Writer’s quote: W.H. Auden

Writer’s quote: W.H. Auden

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Hello there! Welcome to another writer’s quote/ poem Wednesday where I share some of my favourite poems written by other authors. Today’s poem has to do with the overwhelming feeling of grief and mourning. I just realised that last week poem (O captain, my captain) was also regarding a similar theme. But despite the similarities in theme, the way the poems and the emotions are depicted in the two poems are completely different.

Today’s poem- stop all clocks, talks about a person who has lost someone dearly close to him. What I love about this poem is that it requires little analysis, written in simple clear words with vivid imagery. The first stanza describes what the character wants to occur now that he has suffered a terrible loss. In the second stanza, the grief is so overwhelming that the character wants the world to mourn with him. In the third stanza, he describes what the person who had passed away means to him and then finally in the last stanza, the character is so blinded with grief, he sees no light past it and wants the entire universe once again to mourn with him.

This I find so sad as the poem ends with the statement- For nothing now can ever come to any good, I pray no one dwells in such a state for a long and may we always believe in at least an atom of good to come.

Stop all clocks by W. H. Auden

Stop all the clocks, cut off the telephone,
Prevent the dog from barking with a juicy bone,
Silence the pianos and with muffled drum
Bring out the coffin, let the mourners come.

Let aeroplanes circle moaning overhead
Scribbling on the sky the message He Is Dead,
Put crepe bows round the white necks of the public doves,
Let the traffic policemen wear black cotton gloves.

He was my North, my South, my East and West,
My working week and my Sunday rest,
My noon, my midnight, my talk, my song;
I thought that love would last for ever: I was wrong.

The stars are not wanted now: put out every one;
Pack up the moon and dismantle the sun;
Pour away the ocean and sweep up the wood.
For nothing now can ever come to any good.

Indulge me dear readers. According to W.H Auden, poetry is the clear expression of mixed feelings. So I’m putting this question out to you all, “what is poetry according to you?” 

Confession-

Confession-

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Because,
telling you would mean, awaking most days with the knowledge,
The knowledge- you know that I want(ed) it to be you, although you are not mine to have;

Because,
telling you would mean, having to mask my emotions with an exaggerated display of happiness, when I sight your arms interlocked with hers.

Because,
telling you, would mean living with the knowledge that I almost destroyed another woman’s life… almost.

Because,
Telling you wouldn’t make any difference. The ring is hers, the wedding is upon, and all I have got is the dignity to hold my head up and utter through gritted teeth, how happy I am for you and expect you to believe it.

Because,
Telling you- would mean accepting the truth, you wouldn’t fight for me, us. You’ve always been an avoider of conflict and saying it won’t change that.

And because,
You might say, you wish it was me…. and I could handle me being unhappy but I couldn’t bear it If it was you. So I delude myself, as you delude yourself, and pretend we were never meant to be…

On being dark-

On being dark-

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She was told as a kid,
To be fair is beautiful,
So she looked down her skin,
When she sighted a mirror,
And they pointed at others,
Saying- that girl is pretty.
And she withered inside for,
She didn’t look like those “pretties”.

8 year old and she’s taught,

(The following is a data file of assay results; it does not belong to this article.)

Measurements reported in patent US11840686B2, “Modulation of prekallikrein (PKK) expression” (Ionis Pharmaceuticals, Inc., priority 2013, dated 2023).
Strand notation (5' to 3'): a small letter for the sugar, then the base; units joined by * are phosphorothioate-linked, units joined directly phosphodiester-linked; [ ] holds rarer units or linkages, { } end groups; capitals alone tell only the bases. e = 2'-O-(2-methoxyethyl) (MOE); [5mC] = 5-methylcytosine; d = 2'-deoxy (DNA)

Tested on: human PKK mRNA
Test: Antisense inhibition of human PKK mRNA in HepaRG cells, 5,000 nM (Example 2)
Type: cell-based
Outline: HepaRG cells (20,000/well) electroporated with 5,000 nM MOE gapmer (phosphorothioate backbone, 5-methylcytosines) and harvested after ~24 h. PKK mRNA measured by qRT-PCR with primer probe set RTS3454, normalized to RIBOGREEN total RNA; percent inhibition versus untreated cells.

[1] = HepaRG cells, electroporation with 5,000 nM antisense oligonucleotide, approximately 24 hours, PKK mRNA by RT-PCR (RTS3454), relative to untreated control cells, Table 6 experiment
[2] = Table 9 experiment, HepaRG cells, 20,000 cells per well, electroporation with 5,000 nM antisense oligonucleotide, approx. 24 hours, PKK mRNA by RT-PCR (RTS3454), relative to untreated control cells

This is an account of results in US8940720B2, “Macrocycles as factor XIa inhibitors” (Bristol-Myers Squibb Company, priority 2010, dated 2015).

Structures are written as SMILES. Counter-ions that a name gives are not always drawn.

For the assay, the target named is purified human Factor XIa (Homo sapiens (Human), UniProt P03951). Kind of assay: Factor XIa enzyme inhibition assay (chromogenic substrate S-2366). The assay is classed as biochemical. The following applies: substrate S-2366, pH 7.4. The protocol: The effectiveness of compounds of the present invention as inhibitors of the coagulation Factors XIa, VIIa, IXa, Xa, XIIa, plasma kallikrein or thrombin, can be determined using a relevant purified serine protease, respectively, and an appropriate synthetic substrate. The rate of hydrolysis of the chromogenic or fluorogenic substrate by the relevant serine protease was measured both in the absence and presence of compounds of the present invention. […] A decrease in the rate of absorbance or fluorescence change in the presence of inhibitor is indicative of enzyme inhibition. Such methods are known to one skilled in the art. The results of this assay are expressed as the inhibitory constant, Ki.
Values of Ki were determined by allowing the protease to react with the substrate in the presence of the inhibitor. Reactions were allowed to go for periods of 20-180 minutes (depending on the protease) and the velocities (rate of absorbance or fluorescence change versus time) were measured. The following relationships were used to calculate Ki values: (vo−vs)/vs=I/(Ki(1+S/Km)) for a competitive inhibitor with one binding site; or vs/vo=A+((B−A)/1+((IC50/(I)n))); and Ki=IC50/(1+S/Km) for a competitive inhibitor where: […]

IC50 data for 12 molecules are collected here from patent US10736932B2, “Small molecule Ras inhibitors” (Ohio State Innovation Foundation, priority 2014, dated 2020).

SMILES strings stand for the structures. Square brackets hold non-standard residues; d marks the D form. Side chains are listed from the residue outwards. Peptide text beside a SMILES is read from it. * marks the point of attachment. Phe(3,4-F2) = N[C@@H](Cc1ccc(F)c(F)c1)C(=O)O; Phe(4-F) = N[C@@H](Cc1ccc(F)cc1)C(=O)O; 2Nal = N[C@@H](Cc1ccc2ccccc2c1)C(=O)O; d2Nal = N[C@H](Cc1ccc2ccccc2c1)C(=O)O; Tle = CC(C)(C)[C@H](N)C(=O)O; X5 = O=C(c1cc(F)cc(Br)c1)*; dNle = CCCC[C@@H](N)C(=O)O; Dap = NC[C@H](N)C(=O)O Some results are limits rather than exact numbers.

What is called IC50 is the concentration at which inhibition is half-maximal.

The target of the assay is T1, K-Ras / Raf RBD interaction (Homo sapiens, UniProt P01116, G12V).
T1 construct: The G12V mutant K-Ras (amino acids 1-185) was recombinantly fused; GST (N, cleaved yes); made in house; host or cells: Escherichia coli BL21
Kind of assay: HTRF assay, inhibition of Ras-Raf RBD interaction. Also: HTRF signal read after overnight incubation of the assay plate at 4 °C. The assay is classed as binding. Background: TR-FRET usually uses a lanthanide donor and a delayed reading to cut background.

To be dark is a sin,
For no man would approach,
A pigmented melanin,
And she’ll grow old and wilt,
In her lone parents home,
Well except, well except,
She did something about it.

And she did, yes she did,
More than something about it,
Now her skin is much lighter,
But she didn’t stop at her skin,
And her nose is a bit Pointer,
And her lips are much fuller,
And they point- see this fake thing,
Forgetting that they made her,
By the words they had implanted,
As a kid of eight years old.

Flash Fiction: Night-watch

Flash Fiction: Night-watch

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Boss“, began D.S Fenworthy before he was shushed to silence by his partner D.I Lucy. She sat with her head, half-out the car window, gazing towards the sky, as had been her position for the past 20 minutes.

Boss, this is getting ridiculous.” Groaned Fenworthy.

D.I Lucy sighed before turning her gaze to face him in the driver’s seat.
“A few minutes of silence was all I wanted,” she muttered.

Well, We’ve been sitting in this car for the past four hours“, Fenworthy moaned.
“4 hrs, 37 minutes“, she corrected.

Yes that. Can’t we leave already.”

D.I Lucy smiled in wonder at how Fenworthy could be surrounded with such beauty- The soothing presence of the golden yellow ombré against a blue background in the sky, the soft whooshing sounds of tree leaves, the cool autumn breeze blowing; yet still find something to moan about.

Soon Fen.” She answered, knowing he couldn’t decipher her facial expressions in the darkness. And thinking to herself, “some people need a date with nature.”


Word count: 166. The above story is in response. You Flash Fiction For Aspiring Writer’s photo prompt challenge, where each week we are provided with a picture and are to write a 75-175 word story on it. Thank you @footy and foodie for this week’s photo.

Once upon poetry-

Once upon poetry-

There was a time when poetry was a solace, an escape, a listening ear at a time of heartache. It was the balm to wounds burrowed by others; an antidote to words hurled.
It’s ready arms available with the sun out, with the night in, on stormy and sandy days alike- it was always there.

There was a time when poetry was a witness to flood of waterworks; a testament to minor victories and the chart of a rollercoaster journey. It marked the lows, the highs and the stagnant plateau. It was a friend when friends were few.

And you wonder, why I still write poetry? Wouldn’t leaving it be a great injustice… not even that I could.

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Writers quote: Maya Angelou